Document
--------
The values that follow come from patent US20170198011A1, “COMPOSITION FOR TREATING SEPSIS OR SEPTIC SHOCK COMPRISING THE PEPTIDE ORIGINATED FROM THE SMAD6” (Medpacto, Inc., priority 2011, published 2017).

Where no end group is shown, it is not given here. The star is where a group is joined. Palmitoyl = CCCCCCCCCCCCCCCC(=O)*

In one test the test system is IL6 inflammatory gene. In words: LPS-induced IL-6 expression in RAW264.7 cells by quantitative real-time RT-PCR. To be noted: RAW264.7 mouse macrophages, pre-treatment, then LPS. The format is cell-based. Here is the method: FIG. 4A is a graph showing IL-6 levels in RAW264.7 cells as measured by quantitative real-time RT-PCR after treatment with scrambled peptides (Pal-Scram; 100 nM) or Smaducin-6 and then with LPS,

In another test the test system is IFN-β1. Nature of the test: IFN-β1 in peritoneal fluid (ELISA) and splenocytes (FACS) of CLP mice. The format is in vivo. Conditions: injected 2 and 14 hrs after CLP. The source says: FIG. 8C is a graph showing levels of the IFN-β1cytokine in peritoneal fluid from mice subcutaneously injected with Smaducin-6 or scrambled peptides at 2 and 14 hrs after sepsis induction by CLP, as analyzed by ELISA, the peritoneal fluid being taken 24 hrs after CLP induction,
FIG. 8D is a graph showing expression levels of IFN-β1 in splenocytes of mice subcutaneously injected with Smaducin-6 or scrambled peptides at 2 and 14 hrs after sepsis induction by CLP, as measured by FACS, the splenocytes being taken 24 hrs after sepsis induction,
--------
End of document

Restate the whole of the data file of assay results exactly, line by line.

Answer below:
The values that follow come from patent US20170198011A1, “COMPOSITION FOR TREATING SEPSIS OR SEPTIC SHOCK COMPRISING THE PEPTIDE ORIGINATED FROM THE SMAD6” (Medpacto, Inc., priority 2011, published 2017).

Where no end group is shown, it is not given here. The star is where a group is joined. Palmitoyl = CCCCCCCCCCCCCCCC(=O)*

In one test the test system is IL6 inflammatory gene. In words: LPS-induced IL-6 expression in RAW264.7 cells by quantitative real-time RT-PCR. To be noted: RAW264.7 mouse macrophages, pre-treatment, then LPS. The format is cell-based. Here is the method: FIG. 4A is a graph showing IL-6 levels in RAW264.7 cells as measured by quantitative real-time RT-PCR after treatment with scrambled peptides (Pal-Scram; 100 nM) or Smaducin-6 and then with LPS,

In another test the test system is IFN-β1. Nature of the test: IFN-β1 in peritoneal fluid (ELISA) and splenocytes (FACS) of CLP mice. The format is in vivo. Conditions: injected 2 and 14 hrs after CLP. The source says: FIG. 8C is a graph showing levels of the IFN-β1cytokine in peritoneal fluid from mice subcutaneously injected with Smaducin-6 or scrambled peptides at 2 and 14 hrs after sepsis induction by CLP, as analyzed by ELISA, the peritoneal fluid being taken 24 hrs after CLP induction,
FIG. 8D is a graph showing expression levels of IFN-β1 in splenocytes of mice subcutaneously injected with Smaducin-6 or scrambled peptides at 2 and 14 hrs after sepsis induction by CLP, as measured by FACS, the splenocytes being taken 24 hrs after sepsis induction,